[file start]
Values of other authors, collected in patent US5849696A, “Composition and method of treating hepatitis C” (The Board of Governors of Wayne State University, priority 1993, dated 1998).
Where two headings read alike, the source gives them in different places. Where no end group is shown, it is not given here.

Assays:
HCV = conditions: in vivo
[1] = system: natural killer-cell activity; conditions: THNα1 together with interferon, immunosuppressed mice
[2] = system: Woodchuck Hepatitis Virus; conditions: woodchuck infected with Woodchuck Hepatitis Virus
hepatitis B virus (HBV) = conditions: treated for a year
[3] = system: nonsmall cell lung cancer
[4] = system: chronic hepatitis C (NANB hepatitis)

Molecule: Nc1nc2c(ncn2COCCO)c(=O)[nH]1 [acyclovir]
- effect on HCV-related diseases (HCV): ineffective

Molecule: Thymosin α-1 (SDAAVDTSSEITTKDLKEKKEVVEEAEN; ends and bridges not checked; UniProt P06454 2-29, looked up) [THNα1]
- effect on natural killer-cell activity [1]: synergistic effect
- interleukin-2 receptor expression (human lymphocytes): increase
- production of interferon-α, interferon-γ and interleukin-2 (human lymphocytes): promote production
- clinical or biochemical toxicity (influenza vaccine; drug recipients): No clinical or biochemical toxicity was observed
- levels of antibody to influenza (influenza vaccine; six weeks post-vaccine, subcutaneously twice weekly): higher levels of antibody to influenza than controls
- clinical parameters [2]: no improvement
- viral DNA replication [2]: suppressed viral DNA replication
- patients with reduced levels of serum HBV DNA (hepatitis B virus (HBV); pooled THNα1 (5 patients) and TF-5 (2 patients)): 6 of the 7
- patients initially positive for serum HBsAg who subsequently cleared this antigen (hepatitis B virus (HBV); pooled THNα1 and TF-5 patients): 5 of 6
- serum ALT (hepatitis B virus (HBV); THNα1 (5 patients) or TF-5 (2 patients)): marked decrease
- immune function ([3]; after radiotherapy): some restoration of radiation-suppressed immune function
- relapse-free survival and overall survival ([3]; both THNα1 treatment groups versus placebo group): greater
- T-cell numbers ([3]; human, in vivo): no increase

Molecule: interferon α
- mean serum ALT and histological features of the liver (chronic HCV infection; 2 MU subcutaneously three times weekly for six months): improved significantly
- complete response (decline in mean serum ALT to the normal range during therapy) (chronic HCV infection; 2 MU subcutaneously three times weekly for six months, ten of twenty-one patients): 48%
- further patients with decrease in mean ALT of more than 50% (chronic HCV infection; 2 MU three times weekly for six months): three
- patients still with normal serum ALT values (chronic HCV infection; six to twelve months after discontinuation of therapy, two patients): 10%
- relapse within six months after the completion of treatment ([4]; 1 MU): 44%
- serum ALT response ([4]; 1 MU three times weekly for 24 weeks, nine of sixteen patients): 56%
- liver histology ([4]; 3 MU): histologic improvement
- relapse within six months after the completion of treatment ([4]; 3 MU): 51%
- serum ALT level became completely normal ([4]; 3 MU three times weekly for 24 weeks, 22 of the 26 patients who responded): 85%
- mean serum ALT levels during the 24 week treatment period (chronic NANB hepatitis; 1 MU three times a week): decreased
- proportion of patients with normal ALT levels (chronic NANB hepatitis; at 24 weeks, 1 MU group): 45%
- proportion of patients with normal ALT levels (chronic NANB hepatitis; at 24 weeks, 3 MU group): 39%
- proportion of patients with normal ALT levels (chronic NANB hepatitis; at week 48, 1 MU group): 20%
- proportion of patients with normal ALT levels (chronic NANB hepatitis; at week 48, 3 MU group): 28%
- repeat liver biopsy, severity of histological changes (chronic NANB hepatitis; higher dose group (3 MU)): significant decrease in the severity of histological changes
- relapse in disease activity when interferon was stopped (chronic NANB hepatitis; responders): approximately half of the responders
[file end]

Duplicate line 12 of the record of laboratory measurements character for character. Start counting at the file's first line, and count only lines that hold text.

Molecule: Thymosin α-1 (SDAAVDTSSEITTKDLKEKKEVVEEAEN; ends and bridges not checked; UniProt P06454 2-29, looked up) [THNα1]